Strength Camps – My Version of Adult Group Fitness Classes

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Perform24 Strength Camps are my version of adult group fitness classes.

Except my Strength Camps aren’t technically “classes.” And there are no monthly memberships.

I have never seen another fitness professional structure group training in the way I do mine. While I didn’t originally set out to create a new structure for group training, and I’m certainly not claiming it’s the best way, I’ve used this system for over a year without any major adjustments.

I want to share how my Strength Camps are set up, what problems they resolve, and what I’ve learned along the way.

The Problem With Group Fitness

Before starting Perform24, I was working as a Performance Coach at a big, fancy facility. This facility ran group training sessions three times a day, and charged its’ members a monthly membership. This membership granted members access to the group classes. There were two morning sessions and one evening session.

I know most gyms offer similar programs. Nothing special here.

The problem was that our gym was special. Or at least we were trying to be special. We had positioned ourselves in the market as an elite training facility, and we honestly had the clientele and the training staff to back it up. 

Our entire staff had dedicated their careers to the art of Performance Training. We were committed to results, and were building a reputation that people trusted.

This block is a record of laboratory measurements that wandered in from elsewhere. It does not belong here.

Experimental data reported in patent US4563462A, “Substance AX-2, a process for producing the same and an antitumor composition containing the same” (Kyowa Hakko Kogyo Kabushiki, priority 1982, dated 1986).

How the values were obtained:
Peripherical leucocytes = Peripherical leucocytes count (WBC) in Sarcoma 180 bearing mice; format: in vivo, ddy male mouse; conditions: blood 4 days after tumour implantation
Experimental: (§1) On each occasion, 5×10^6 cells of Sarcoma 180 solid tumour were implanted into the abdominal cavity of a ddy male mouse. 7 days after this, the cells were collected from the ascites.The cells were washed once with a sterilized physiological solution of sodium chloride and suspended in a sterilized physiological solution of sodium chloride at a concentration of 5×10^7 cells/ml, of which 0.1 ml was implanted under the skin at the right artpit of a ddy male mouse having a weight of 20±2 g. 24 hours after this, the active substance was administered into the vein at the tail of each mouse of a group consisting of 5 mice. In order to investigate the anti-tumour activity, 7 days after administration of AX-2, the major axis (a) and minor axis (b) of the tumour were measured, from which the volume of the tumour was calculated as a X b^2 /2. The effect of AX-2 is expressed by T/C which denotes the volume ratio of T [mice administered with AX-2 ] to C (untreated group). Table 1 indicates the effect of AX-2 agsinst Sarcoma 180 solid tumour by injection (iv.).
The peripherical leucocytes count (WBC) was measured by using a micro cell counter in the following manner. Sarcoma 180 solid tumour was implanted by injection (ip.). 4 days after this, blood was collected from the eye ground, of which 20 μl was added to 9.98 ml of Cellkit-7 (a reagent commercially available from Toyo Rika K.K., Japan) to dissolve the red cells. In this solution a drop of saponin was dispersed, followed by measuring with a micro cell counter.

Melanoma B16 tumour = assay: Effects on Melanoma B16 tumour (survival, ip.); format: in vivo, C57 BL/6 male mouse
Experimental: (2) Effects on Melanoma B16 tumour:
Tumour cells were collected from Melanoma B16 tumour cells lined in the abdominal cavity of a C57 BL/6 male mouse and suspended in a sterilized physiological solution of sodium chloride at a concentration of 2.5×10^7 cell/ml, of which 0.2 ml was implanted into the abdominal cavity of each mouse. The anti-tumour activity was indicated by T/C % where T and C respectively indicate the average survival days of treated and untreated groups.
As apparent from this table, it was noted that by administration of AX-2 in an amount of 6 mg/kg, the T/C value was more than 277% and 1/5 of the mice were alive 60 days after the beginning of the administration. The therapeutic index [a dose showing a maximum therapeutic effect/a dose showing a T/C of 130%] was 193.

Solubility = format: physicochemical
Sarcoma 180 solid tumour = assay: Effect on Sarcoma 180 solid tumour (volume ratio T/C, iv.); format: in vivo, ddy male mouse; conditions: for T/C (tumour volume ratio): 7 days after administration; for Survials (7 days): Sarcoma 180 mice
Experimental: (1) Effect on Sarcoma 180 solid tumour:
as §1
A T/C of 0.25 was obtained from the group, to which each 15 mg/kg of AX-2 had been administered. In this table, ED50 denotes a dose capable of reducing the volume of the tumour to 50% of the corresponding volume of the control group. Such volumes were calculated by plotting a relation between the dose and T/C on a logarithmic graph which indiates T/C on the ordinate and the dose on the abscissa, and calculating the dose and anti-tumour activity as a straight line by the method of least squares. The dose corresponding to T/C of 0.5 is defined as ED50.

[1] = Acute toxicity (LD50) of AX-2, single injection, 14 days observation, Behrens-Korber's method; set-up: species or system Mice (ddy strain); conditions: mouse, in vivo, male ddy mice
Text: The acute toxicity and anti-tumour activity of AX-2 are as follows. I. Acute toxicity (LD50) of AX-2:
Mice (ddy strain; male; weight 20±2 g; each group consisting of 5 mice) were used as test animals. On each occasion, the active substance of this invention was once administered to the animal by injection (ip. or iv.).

The problem was that our group training classes didn’t produce results.

To be brutally self-critical, the training in the group classes didn’t maximize the training knowledge that our staff had or capitalize the capabilities that our top-notch facility could provide.

Despite our elite experiences in the training industry, our group classes weren’t that different from the classes offered at big-box fitness clubs. 

It wasn’t that we didn’t try. At the time, I honestly believe we were trying to offer a great service. However, I think we were caught up in what we thought our members wanted, and not focusing on what we were good at. 

We incorrectly assumed what our members wanted. And unfortunately we allowed them to dictate how we approached their training.

Caught in the Trends

During my time at the previous facility, the whole fitness industry was in the middle of the Crossfit Craze. Crossfit Fever was sweeping our city and we were caught in it.

We weren’t Crossfit coaches, and we didn’t want to be Crossfit coaches.

However, we were throwing our own skill set out the window, and ignoring the abilities that set us apart. 

Typically we would train our groups in three-week rotations, meaning that every three weeks we would change the muscle groups and exercises that were addressed on specific days.

Again, this seems fairly straight forward. However, the three-week rotation only served one purpose. 

We programmed classes strictly for the purpose of variety. We had no rhyme or reason to the class other than making it harder and different than the previous weeks.

He we were, elite coaches training the elite of the elite clientele. And we were focused on VARIETY for our group classes. Ugh, it’s frustrating to even admit that.

We completely ignored what made us special, and ASSUMED our members wanted to be put through the gauntlet every day. We assumed they wanted a typical Crossfit-style or Bootcamp workout.

Note: This isn’t a bash on Crossfit. So chill. And I’m not saying that people hated our classes. But, our training methods differed from the experiences we took pride in as a staff.

We didn’t trust our own expertise, and we didn’t rely on our own experiences to make our classes different. 

Perform24 Strength Camps – The Solution

When I started Perform24, I knew adult group training would be a major part of my business model.

I also knew I wanted to make them different in a way that my members would identify them exclusively to Perform24.